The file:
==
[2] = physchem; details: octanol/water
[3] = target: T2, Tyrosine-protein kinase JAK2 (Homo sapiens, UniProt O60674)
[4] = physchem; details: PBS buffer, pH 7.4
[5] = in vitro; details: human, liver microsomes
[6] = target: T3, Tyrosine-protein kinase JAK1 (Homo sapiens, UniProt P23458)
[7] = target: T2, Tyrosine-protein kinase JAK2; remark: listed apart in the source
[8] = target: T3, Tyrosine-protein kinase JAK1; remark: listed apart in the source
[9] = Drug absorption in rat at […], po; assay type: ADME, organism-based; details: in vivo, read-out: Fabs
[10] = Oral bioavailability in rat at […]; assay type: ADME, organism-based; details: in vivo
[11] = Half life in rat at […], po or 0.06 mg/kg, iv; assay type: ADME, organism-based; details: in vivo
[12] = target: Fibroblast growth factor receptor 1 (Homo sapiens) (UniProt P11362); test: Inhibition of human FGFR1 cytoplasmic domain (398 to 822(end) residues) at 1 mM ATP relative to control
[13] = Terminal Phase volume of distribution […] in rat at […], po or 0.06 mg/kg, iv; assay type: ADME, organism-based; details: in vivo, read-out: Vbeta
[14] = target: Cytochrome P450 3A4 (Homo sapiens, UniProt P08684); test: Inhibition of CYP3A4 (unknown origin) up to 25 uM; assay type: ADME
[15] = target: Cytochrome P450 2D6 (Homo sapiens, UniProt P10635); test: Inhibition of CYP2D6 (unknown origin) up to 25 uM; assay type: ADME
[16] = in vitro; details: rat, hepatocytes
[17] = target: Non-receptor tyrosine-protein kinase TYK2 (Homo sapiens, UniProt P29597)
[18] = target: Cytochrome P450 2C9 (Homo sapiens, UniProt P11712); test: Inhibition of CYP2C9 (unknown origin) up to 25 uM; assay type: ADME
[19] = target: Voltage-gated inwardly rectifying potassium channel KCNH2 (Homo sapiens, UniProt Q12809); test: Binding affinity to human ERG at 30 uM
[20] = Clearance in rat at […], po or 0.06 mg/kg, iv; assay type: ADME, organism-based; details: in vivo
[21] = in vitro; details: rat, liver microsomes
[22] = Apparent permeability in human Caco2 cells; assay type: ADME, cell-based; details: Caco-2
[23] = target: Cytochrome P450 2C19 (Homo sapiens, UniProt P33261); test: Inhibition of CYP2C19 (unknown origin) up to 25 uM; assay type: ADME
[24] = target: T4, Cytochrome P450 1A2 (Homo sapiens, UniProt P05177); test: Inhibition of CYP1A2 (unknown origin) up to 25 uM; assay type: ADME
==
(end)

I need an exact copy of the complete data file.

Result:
[2] = physchem; details: octanol/water
[3] = target: T2, Tyrosine-protein kinase JAK2 (Homo sapiens, UniProt O60674)
[4] = physchem; details: PBS buffer, pH 7.4
[5] = in vitro; details: human, liver microsomes
[6] = target: T3, Tyrosine-protein kinase JAK1 (Homo sapiens, UniProt P23458)
[7] = target: T2, Tyrosine-protein kinase JAK2; remark: listed apart in the source
[8] = target: T3, Tyrosine-protein kinase JAK1; remark: listed apart in the source
[9] = Drug absorption in rat at […], po; assay type: ADME, organism-based; details: in vivo, read-out: Fabs
[10] = Oral bioavailability in rat at […]; assay type: ADME, organism-based; details: in vivo
[11] = Half life in rat at […], po or 0.06 mg/kg, iv; assay type: ADME, organism-based; details: in vivo
[12] = target: Fibroblast growth factor receptor 1 (Homo sapiens) (UniProt P11362); test: Inhibition of human FGFR1 cytoplasmic domain (398 to 822(end) residues) at 1 mM ATP relative to control
[13] = Terminal Phase volume of distribution […] in rat at […], po or 0.06 mg/kg, iv; assay type: ADME, organism-based; details: in vivo, read-out: Vbeta
[14] = target: Cytochrome P450 3A4 (Homo sapiens, UniProt P08684); test: Inhibition of CYP3A4 (unknown origin) up to 25 uM; assay type: ADME
[15] = target: Cytochrome P450 2D6 (Homo sapiens, UniProt P10635); test: Inhibition of CYP2D6 (unknown origin) up to 25 uM; assay type: ADME
[16] = in vitro; details: rat, hepatocytes
[17] = target: Non-receptor tyrosine-protein kinase TYK2 (Homo sapiens, UniProt P29597)
[18] = target: Cytochrome P450 2C9 (Homo sapiens, UniProt P11712); test: Inhibition of CYP2C9 (unknown origin) up to 25 uM; assay type: ADME
[19] = target: Voltage-gated inwardly rectifying potassium channel KCNH2 (Homo sapiens, UniProt Q12809); test: Binding affinity to human ERG at 30 uM
[20] = Clearance in rat at […], po or 0.06 mg/kg, iv; assay type: ADME, organism-based; details: in vivo
[21] = in vitro; details: rat, liver microsomes
[22] = Apparent permeability in human Caco2 cells; assay type: ADME, cell-based; details: Caco-2
[23] = target: Cytochrome P450 2C19 (Homo sapiens, UniProt P33261); test: Inhibition of CYP2C19 (unknown origin) up to 25 uM; assay type: ADME
[24] = target: T4, Cytochrome P450 1A2 (Homo sapiens, UniProt P05177); test: Inhibition of CYP1A2 (unknown origin) up to 25 uM; assay type: ADME